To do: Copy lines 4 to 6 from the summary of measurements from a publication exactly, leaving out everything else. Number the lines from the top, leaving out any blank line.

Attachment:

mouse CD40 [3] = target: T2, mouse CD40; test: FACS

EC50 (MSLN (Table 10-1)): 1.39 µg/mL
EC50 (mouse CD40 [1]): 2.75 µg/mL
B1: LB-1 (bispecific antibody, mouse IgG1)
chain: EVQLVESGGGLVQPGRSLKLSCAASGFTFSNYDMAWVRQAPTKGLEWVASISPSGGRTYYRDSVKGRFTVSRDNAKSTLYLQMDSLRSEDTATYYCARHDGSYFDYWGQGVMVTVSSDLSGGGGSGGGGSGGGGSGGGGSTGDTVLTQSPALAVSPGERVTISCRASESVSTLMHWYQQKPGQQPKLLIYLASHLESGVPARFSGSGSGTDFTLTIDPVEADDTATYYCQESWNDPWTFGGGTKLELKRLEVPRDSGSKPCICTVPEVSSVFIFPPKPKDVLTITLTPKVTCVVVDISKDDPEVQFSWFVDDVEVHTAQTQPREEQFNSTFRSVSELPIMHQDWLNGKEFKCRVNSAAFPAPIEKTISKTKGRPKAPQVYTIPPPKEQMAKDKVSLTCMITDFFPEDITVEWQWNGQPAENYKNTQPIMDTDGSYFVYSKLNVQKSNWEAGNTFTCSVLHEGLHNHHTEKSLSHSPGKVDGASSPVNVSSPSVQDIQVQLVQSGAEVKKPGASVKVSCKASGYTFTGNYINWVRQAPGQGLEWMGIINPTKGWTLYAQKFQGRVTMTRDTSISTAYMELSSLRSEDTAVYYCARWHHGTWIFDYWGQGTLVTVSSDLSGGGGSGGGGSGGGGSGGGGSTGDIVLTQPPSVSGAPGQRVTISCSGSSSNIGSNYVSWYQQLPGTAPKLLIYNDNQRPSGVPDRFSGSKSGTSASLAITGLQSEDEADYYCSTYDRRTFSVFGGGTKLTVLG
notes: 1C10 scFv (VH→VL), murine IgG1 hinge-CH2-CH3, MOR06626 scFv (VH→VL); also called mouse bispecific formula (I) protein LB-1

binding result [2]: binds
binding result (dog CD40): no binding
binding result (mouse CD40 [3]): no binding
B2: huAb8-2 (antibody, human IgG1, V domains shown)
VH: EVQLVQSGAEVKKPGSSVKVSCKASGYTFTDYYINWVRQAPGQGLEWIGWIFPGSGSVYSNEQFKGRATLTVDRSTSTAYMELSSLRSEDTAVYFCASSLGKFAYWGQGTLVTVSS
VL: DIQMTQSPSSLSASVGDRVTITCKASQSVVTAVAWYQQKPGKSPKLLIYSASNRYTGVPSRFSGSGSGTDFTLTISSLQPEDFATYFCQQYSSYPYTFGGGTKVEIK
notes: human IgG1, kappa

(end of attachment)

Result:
B1: LB-1 (bispecific antibody, mouse IgG1)
chain: EVQLVESGGGLVQPGRSLKLSCAASGFTFSNYDMAWVRQAPTKGLEWVASISPSGGRTYYRDSVKGRFTVSRDNAKSTLYLQMDSLRSEDTATYYCARHDGSYFDYWGQGVMVTVSSDLSGGGGSGGGGSGGGGSGGGGSTGDTVLTQSPALAVSPGERVTISCRASESVSTLMHWYQQKPGQQPKLLIYLASHLESGVPARFSGSGSGTDFTLTIDPVEADDTATYYCQESWNDPWTFGGGTKLELKRLEVPRDSGSKPCICTVPEVSSVFIFPPKPKDVLTITLTPKVTCVVVDISKDDPEVQFSWFVDDVEVHTAQTQPREEQFNSTFRSVSELPIMHQDWLNGKEFKCRVNSAAFPAPIEKTISKTKGRPKAPQVYTIPPPKEQMAKDKVSLTCMITDFFPEDITVEWQWNGQPAENYKNTQPIMDTDGSYFVYSKLNVQKSNWEAGNTFTCSVLHEGLHNHHTEKSLSHSPGKVDGASSPVNVSSPSVQDIQVQLVQSGAEVKKPGASVKVSCKASGYTFTGNYINWVRQAPGQGLEWMGIINPTKGWTLYAQKFQGRVTMTRDTSISTAYMELSSLRSEDTAVYYCARWHHGTWIFDYWGQGTLVTVSSDLSGGGGSGGGGSGGGGSGGGGSTGDIVLTQPPSVSGAPGQRVTISCSGSSSNIGSNYVSWYQQLPGTAPKLLIYNDNQRPSGVPDRFSGSKSGTSASLAITGLQSEDEADYYCSTYDRRTFSVFGGGTKLTVLG
notes: 1C10 scFv (VH→VL), murine IgG1 hinge-CH2-CH3, MOR06626 scFv (VH→VL); also called mouse bispecific formula (I) protein LB-1